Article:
A: Rick Worthington, SAFECO: When you're talking about fraud-fighting technology you're really discussing two different areas. The technology used to determine fraudulent events has significantly enhanced our performance. Fraudulent-claim detection technology, though, has not progressed as much as we would like. The greatest technology need today: a front-end fraud scoring tool that flags questionable claims at the initial point of collection. With overall claims-processing speeds increasing, we need tools that buy us time, without slowing down overall customer service.
A: Richard Boehning, ISO: Newer technologies, such as data visualization, claim scoring and modeling, are available to help claims investigators analyze claims data, identify suspect claims and speed up the payment of legitimate claims. Insurers are learning to apply these new technological tools in their efforts to more effectively detect fraud.
Q: What kind of collaborative activities can help against fraud, including tapping government and industry sources through technological means?
A: Rioux: By being actively involved with organizations like the Coalition Against Insurance Fraud (Washington, DC), NAII (National Association of Independent Insurers, Des Plaines, IL) and NICB (National Insurance Crime Bureau, Palos Hills, IL), Erie has an opportunity to network, share information and work collaboratively with other organizations on the common goal of fighting fraud. Locally, Erie Insurance investigators work closely with law enforcement agencies including the Erie Police Department and District Attorney's Office.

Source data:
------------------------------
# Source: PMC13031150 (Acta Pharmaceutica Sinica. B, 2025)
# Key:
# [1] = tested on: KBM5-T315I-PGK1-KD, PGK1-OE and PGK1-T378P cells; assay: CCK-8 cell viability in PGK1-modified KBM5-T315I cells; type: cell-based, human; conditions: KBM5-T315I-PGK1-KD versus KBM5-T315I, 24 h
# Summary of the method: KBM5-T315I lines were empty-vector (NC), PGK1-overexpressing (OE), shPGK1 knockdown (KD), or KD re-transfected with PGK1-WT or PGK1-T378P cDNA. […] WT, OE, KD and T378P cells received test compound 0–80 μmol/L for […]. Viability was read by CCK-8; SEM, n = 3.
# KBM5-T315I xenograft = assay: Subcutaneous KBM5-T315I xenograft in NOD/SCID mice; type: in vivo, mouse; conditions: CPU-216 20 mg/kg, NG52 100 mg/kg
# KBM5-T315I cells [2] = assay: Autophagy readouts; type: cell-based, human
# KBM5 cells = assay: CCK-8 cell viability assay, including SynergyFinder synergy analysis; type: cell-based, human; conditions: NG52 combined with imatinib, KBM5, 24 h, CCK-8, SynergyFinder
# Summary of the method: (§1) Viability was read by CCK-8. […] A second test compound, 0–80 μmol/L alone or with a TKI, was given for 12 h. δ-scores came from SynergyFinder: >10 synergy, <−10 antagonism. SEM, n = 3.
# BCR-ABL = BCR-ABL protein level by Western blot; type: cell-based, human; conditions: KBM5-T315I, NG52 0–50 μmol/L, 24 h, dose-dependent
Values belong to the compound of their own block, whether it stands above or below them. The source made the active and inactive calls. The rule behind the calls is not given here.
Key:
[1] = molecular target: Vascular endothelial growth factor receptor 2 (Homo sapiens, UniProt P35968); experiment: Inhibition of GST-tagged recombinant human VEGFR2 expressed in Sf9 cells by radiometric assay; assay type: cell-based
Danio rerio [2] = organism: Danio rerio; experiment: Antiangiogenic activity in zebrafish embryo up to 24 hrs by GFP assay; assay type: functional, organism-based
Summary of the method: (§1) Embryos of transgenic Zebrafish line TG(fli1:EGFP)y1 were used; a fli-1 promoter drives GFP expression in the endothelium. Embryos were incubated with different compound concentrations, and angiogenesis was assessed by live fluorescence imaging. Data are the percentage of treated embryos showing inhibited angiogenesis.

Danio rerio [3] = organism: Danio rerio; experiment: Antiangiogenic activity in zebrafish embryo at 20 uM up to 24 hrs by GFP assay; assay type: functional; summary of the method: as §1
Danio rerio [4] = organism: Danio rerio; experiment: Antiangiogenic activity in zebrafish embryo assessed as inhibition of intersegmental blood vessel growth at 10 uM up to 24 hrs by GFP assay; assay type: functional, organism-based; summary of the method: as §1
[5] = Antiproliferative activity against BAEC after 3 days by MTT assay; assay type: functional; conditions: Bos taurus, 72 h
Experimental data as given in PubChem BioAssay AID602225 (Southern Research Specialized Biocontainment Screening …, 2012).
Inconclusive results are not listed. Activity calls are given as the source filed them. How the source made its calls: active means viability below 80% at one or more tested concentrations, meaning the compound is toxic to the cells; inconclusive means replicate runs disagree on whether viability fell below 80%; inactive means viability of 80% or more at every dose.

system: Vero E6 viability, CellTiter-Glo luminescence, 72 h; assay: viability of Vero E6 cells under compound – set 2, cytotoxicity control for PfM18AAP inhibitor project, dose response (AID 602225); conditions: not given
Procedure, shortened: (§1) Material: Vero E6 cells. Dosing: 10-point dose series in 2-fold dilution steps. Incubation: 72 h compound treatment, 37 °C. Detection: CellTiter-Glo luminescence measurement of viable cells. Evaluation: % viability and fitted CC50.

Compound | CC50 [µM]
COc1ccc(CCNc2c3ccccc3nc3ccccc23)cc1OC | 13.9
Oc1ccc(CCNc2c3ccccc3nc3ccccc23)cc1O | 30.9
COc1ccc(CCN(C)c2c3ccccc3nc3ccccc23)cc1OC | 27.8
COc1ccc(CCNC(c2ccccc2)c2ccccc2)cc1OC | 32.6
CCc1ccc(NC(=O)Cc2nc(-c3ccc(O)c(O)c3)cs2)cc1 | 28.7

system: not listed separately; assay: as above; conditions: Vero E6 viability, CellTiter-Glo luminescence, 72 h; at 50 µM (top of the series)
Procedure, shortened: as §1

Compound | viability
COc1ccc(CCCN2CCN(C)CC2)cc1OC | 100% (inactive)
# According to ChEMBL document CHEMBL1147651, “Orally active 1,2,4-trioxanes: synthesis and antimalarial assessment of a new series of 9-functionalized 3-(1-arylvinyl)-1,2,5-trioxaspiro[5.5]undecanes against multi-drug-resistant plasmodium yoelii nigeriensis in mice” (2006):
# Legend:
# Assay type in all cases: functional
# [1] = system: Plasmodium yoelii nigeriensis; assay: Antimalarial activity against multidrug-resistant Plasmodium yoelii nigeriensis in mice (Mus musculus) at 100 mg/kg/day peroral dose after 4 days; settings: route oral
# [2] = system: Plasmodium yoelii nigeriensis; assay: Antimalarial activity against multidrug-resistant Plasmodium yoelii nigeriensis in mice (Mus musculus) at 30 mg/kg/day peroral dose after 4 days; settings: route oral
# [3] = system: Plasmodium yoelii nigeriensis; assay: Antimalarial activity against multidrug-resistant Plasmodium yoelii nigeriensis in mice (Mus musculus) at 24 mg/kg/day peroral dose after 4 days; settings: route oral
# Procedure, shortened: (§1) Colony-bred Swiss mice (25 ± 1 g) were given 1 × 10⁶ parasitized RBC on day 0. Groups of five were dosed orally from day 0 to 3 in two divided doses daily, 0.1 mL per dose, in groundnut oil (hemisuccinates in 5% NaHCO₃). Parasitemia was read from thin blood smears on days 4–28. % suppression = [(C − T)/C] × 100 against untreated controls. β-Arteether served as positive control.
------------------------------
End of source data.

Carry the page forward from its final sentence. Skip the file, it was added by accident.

A: Balaji: NICB represents a collaborative effort among approximately 1,000 property and casualty insurance companies from which it receives support. NICB maintains a national database of reported repeat offenders and other strategic information from which the insurers can draw upon to supplement their investigative efforts.